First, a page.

French officials have spoken out against a controversial open letter issued by 20 retired generals warning of a possible “civil war”.
The letter was published by the far-right magazine Valeurs Actuelles in April.
“The situation is serious. France is in danger, ”said the first sentence of the letter.
He went on to say that France is in a state of “disintegration” and that the failure of the government to act against the “suburban hordes” “would despise the country and result in the deaths of thousands of people.”
By suburban hordes, the authors meant predominantly Muslim immigrant communities, many of whom live in the suburbs. The generals have vowed to take matters into their own hands if necessary to protect “the values of our civilization”.
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The letter was widely dismissed as an extravagant stunt filled with baseless claims, not even worthy of a reaction from the political mainstream.
In other words, until the far right sees it as an opportunity.
In a written response, far-right leader Marine Le Pen urged the generals to “join her in the battle for France”.
“I can say that I share their concern, I share their assessment,” Le Pen told French television last month.
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Although she did not approve of the threat of a coup by the generals, she chose instead to say that “this problem is solved by politics”.
Le Pen is alluding to the upcoming presidential elections in 2022, where crime, terrorism and radical extremism have already taken center stage.
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A second letter was published earlier this month – this time by a group of anonymous soldiers – who said they supported the generals’ demands.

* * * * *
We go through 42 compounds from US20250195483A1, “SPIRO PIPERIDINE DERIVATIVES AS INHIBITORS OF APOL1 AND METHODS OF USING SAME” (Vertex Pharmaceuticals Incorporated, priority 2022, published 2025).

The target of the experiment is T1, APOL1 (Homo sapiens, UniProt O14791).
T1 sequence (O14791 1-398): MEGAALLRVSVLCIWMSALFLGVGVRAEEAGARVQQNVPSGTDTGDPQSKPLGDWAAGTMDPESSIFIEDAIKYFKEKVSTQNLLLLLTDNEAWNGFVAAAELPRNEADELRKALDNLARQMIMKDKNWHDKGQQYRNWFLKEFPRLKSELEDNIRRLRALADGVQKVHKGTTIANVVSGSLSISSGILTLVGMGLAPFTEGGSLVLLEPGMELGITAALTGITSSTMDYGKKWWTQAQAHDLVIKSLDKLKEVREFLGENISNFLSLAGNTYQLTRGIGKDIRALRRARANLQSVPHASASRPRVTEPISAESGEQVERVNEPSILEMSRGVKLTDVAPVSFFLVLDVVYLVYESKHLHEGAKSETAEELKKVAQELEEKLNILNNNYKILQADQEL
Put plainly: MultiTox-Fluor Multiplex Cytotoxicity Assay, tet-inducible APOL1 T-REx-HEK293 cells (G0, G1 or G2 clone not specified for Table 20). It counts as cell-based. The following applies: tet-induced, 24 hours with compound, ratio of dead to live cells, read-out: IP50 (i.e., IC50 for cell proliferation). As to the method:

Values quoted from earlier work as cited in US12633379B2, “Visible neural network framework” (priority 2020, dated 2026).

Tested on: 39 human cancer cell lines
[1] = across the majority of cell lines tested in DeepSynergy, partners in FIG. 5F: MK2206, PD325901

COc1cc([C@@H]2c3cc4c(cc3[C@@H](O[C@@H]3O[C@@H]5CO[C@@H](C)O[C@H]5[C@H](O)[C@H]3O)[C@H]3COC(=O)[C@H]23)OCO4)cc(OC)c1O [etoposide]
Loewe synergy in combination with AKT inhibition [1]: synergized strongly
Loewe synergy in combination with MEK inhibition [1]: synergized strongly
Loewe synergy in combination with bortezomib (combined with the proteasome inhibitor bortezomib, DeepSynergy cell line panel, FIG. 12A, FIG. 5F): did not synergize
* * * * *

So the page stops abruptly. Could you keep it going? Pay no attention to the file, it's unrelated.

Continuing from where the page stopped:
This created a difficult balance for the centrist party of President Emmanuel Macron, which has been accused of indulging in the right recently to gain more votes from mainstream conservatives.
“This letter would have been insignificant, without Le Pen’s political maneuvers. ”
“This letter would have been insignificant, without Le Pen’s political maneuvering,” French Prime Minister Jean Castex said several days after its initial publication.
Florence Parly, French Minister of the Armed Forces, said those who signed it would be punished for breaking a law that prevents them from expressing their opinions publicly.
But some say Macron’s government acted too late.
Rim-Sarah Alouane, a comparative law researcher at the University of Toulouse, said the defense minister’s response time of four to five days “was long enough for such a letter of sedition,” Alouane said.
“It gives Marine Le Pen even more legitimacy to be elected… after that, her chances have increased by 200%.
A poll released shortly after the letter went viral found that astonishing 58% of people supported it – although some analysts question the methodology of the survey.
Jean Yves Camus, a Paris-based political scientist and student of the far right, said he had no doubt that for most people crime and terrorism were pressing problems.
“But does that really mean that they agree that tomorrow the army could take to the streets, take power and organize a coup?” No, I don’t believe that, ”Camus said.
But civil war was never the real threat, Rim-Sarah Alouane said.
“Don’t take seriously the guys in the military who just miss the past that no longer exists – but take seriously the impact it has on politics as well as on people who don’t know better. “
“Don’t take seriously the guys in the military who just regret the past that no longer exists – but take seriously the impact it has on politics as well as on people who don’t know any better,” he said. declared Alouane.
We’ve seen far-right candidates come to power in this exact way before, she said, from Hungary to Austria and even the United States.
She fears that if Macron doesn’t do more to counter these claims head-on, his party could experience a rude awakening next year.